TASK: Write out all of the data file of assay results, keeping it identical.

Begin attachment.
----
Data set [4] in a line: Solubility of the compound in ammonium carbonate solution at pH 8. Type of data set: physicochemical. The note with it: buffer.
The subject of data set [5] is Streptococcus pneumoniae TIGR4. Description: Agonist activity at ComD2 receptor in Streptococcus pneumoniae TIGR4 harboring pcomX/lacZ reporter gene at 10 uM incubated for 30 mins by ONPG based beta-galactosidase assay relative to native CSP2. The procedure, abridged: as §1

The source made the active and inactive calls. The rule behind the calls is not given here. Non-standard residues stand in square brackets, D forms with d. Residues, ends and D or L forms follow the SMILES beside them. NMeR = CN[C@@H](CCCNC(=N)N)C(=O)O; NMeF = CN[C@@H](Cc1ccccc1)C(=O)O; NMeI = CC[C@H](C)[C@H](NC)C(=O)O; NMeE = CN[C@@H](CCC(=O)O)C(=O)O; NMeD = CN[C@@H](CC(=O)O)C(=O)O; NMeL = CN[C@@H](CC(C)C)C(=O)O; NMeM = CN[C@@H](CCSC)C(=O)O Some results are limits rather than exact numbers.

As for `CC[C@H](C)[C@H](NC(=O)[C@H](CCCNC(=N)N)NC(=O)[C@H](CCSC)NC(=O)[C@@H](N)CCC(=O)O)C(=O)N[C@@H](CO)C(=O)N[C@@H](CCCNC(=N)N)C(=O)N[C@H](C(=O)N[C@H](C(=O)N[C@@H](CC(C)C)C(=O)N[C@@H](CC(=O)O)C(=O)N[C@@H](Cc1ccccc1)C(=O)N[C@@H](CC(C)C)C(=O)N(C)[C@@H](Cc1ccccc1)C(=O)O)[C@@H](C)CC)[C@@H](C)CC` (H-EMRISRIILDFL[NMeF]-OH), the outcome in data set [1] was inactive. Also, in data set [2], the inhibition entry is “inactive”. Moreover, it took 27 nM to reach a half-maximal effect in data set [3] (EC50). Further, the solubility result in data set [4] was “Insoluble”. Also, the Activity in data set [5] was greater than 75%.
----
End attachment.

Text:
Data set [4] in a line: Solubility of the compound in ammonium carbonate solution at pH 8. Type of data set: physicochemical. The note with it: buffer.
The subject of data set [5] is Streptococcus pneumoniae TIGR4. Description: Agonist activity at ComD2 receptor in Streptococcus pneumoniae TIGR4 harboring pcomX/lacZ reporter gene at 10 uM incubated for 30 mins by ONPG based beta-galactosidase assay relative to native CSP2. The procedure, abridged: as §1

The source made the active and inactive calls. The rule behind the calls is not given here. Non-standard residues stand in square brackets, D forms with d. Residues, ends and D or L forms follow the SMILES beside them. NMeR = CN[C@@H](CCCNC(=N)N)C(=O)O; NMeF = CN[C@@H](Cc1ccccc1)C(=O)O; NMeI = CC[C@H](C)[C@H](NC)C(=O)O; NMeE = CN[C@@H](CCC(=O)O)C(=O)O; NMeD = CN[C@@H](CC(=O)O)C(=O)O; NMeL = CN[C@@H](CC(C)C)C(=O)O; NMeM = CN[C@@H](CCSC)C(=O)O Some results are limits rather than exact numbers.

As for `CC[C@H](C)[C@H](NC(=O)[C@H](CCCNC(=N)N)NC(=O)[C@H](CCSC)NC(=O)[C@@H](N)CCC(=O)O)C(=O)N[C@@H](CO)C(=O)N[C@@H](CCCNC(=N)N)C(=O)N[C@H](C(=O)N[C@H](C(=O)N[C@@H](CC(C)C)C(=O)N[C@@H](CC(=O)O)C(=O)N[C@@H](Cc1ccccc1)C(=O)N[C@@H](CC(C)C)C(=O)N(C)[C@@H](Cc1ccccc1)C(=O)O)[C@@H](C)CC)[C@@H](C)CC` (H-EMRISRIILDFL[NMeF]-OH), the outcome in data set [1] was inactive. Also, in data set [2], the inhibition entry is “inactive”. Moreover, it took 27 nM to reach a half-maximal effect in data set [3] (EC50). Further, the solubility result in data set [4] was “Insoluble”. Also, the Activity in data set [5] was greater than 75%.